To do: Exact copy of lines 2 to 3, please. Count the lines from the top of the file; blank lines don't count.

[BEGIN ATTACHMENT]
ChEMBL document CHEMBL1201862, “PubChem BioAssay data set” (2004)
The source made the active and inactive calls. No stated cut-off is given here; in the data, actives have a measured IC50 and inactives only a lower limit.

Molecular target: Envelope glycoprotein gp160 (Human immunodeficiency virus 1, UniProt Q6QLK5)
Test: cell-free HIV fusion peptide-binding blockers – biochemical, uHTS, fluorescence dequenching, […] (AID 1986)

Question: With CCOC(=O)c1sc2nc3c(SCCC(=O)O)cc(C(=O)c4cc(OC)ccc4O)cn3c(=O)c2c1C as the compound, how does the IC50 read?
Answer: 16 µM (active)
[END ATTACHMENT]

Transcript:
The source made the active and inactive calls. No stated cut-off is given here; in the data, actives have a measured IC50 and inactives only a lower limit.

Molecular target: Envelope glycoprotein gp160 (Human immunodeficiency virus 1, UniProt Q6QLK5)